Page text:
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THE LEAD WITH JAKE TAPPER

World Health Organization Spokesperson Says There Is Still Time to Turn This Around; Pentagon Orders 60-Day Freeze on U.S. Troop Movements Overseas; Coronavirus Deaths Top 800 in U.S. in Less Than A Month; Anheuser-Busch Joins Other Alcohol Companies in Producing Hand Sanitizer. Aired 3:30-4p ET

Aired March 25, 2020 - 15:30   ET

THIS IS A RUSH TRANSCRIPT. THIS COPY MAY NOT BE IN ITS FINAL FORM AND MAY BE UPDATED.


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TAPPER: And we're seeing doctors in Italy dying because they didn't have enough protective equipment that is also a problem here in the U.S. in hospitals from coast to coast. Where are things on that front at your hospital?

DR. RYAN MCGARRY, CO-CREATOR, "PANDEMIC" ON NETFLIX: So, at USC, we've done better in the last week. Part of that is the sharing among departments in the university, part of that has been an incredible outpouring from the community. We've had everything from friends, family and even the show "Gray's Anatomy" donated some of their warehoused gear to hospitals.

And so currently I can speak here at USC, we're doing better. I think, Jake, when this is all over, as a system, as a country, as a values question, I would say, submit to you, look, if the Super Bowl was on Friday and there wasn't enough beer, I think you and I would agree it would arrive in time for the Super Bowl.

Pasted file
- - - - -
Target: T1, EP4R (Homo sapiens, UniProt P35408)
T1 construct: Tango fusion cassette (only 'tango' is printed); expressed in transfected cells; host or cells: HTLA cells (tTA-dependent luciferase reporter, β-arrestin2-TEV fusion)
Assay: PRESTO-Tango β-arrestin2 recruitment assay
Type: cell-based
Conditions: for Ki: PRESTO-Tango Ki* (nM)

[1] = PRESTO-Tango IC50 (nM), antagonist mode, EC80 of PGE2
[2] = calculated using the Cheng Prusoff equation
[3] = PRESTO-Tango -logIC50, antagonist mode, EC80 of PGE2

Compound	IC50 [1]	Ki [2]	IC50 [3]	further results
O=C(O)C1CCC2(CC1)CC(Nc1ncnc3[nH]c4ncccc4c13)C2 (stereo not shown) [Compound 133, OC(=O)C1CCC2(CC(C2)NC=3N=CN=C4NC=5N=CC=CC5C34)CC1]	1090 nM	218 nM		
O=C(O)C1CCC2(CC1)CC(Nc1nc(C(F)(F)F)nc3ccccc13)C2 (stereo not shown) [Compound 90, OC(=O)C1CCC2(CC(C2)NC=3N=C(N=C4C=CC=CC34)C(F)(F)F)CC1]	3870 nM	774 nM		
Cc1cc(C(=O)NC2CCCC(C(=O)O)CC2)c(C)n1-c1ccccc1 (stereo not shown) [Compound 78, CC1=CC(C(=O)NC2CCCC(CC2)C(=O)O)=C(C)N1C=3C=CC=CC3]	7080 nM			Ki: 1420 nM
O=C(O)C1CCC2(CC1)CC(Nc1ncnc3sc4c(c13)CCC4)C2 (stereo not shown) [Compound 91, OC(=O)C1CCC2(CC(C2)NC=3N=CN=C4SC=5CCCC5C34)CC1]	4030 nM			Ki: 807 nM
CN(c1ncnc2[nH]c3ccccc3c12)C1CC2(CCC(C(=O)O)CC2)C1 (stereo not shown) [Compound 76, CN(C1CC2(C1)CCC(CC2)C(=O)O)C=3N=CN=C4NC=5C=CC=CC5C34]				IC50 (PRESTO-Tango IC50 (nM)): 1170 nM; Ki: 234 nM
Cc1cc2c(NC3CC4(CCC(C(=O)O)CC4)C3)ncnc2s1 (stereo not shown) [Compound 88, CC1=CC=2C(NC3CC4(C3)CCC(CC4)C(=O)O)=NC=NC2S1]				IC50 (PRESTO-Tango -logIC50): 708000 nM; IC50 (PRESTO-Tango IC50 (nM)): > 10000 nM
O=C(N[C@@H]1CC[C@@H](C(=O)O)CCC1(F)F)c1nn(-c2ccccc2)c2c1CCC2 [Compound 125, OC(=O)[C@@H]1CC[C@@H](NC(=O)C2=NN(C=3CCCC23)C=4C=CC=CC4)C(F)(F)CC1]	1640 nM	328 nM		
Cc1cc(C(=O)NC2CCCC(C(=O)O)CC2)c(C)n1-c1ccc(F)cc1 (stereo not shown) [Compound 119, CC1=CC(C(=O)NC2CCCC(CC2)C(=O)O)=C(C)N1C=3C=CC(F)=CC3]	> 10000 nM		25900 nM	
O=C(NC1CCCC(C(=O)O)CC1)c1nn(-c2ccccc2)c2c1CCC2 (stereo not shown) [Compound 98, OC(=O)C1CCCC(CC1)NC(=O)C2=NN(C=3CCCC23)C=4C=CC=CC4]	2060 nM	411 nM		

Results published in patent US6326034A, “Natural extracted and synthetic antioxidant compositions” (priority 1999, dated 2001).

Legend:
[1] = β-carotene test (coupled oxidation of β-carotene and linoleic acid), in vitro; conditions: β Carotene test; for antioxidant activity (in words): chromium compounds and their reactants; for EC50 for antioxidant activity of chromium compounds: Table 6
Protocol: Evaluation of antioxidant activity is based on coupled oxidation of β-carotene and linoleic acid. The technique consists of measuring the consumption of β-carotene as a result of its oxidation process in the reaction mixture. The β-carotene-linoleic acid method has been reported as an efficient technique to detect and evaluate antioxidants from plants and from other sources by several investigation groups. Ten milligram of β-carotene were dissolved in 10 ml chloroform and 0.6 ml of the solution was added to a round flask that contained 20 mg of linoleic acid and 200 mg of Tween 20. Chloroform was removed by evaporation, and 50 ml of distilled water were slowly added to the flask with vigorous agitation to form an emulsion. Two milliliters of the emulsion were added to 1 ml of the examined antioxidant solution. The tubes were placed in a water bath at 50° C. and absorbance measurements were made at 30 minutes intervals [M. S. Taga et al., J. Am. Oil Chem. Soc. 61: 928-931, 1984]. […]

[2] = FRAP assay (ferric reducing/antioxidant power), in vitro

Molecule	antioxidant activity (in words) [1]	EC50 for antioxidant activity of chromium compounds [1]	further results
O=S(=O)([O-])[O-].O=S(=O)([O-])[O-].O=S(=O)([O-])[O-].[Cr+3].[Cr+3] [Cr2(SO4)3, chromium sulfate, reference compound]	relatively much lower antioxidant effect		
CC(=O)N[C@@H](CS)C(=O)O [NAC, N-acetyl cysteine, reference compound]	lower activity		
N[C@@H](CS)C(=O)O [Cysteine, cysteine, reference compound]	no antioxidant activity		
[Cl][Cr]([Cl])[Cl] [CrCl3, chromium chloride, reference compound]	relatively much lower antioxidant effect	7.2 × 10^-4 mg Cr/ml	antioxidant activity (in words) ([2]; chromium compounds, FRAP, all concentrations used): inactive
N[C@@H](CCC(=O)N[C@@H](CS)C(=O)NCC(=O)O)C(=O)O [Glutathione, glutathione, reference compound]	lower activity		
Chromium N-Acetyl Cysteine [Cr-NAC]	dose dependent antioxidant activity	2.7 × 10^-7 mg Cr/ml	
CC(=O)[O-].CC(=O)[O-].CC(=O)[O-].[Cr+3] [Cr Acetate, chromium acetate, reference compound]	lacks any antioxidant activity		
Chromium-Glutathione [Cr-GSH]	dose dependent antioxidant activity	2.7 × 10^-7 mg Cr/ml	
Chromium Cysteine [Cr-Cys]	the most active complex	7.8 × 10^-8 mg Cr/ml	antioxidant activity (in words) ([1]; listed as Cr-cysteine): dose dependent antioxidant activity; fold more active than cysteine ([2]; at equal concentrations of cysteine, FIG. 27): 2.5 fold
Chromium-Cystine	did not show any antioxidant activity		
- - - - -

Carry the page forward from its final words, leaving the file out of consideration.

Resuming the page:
And I think we need to ask ourselves system-wide here if this were ever, ever to happen again, what that says about us as a country and about how we care about medical professionals, first responders, those who are tasked with taking care of us.

TAPPER: Absolutely, there needs to be like there was after 9/11, some sort of commission to examine what went wrong and how to be better prepared. Last question -- the World Health Organization is warning that relaxing the social distancing restrictions that are in place all over the country, that could cause a resurgence of cases.

President Trump said that he would love to have packed pews on Easter Sunday. Dr. Fauci has said that's an aspirational goal and he's told the President he needs to be flexible. How realistic do you think that idea might be, packed pews on Easter Sunday?